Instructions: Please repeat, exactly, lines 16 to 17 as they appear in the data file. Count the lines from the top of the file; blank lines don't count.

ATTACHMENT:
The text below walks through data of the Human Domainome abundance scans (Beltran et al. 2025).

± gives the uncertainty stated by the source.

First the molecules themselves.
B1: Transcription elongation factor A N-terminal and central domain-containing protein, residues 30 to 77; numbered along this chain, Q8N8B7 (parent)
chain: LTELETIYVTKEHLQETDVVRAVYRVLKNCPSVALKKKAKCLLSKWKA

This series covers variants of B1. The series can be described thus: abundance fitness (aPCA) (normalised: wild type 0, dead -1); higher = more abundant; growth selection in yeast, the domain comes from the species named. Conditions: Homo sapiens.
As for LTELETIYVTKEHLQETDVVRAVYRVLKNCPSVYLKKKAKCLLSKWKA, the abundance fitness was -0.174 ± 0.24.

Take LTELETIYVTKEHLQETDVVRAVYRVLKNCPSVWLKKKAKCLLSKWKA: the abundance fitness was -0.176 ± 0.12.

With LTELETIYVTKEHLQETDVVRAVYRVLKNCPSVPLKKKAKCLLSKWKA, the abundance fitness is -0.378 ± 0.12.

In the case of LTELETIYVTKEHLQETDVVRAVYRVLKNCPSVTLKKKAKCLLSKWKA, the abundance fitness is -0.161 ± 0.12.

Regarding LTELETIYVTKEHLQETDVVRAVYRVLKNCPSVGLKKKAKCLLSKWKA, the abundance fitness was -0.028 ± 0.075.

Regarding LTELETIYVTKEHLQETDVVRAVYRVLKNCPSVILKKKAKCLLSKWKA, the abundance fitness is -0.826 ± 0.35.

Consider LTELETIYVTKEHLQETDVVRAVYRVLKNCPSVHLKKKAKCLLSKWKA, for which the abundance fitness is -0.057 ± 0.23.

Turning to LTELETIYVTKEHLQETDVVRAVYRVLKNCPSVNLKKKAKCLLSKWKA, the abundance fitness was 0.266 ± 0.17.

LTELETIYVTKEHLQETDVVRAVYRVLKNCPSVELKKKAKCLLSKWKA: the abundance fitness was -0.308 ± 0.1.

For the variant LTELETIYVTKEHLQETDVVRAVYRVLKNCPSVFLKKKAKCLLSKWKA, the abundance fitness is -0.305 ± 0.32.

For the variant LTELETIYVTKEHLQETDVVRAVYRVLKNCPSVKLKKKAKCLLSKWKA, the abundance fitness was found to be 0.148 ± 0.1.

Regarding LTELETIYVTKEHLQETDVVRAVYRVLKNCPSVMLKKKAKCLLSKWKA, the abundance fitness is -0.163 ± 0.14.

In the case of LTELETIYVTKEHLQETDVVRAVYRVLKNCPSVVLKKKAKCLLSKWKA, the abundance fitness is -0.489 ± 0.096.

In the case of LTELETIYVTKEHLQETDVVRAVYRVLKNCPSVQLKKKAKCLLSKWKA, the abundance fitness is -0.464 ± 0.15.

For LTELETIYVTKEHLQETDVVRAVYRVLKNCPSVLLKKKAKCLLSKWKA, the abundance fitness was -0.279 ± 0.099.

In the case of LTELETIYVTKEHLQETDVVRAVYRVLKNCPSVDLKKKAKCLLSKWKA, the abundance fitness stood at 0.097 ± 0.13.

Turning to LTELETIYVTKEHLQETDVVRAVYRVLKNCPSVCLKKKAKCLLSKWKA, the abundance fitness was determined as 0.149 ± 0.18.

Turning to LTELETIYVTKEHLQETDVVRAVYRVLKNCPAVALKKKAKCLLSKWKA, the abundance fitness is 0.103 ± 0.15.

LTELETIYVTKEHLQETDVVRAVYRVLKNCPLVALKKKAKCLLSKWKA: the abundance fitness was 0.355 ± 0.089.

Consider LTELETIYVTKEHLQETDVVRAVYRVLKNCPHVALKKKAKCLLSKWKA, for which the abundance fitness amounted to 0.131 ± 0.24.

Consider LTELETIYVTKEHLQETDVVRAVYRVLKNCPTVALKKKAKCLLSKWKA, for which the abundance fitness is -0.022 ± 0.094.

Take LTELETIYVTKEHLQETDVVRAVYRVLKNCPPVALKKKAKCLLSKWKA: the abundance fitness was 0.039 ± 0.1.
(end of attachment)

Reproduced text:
For the variant LTELETIYVTKEHLQETDVVRAVYRVLKNCPSVFLKKKAKCLLSKWKA, the abundance fitness is -0.305 ± 0.32.

For the variant LTELETIYVTKEHLQETDVVRAVYRVLKNCPSVKLKKKAKCLLSKWKA, the abundance fitness was found to be 0.148 ± 0.1.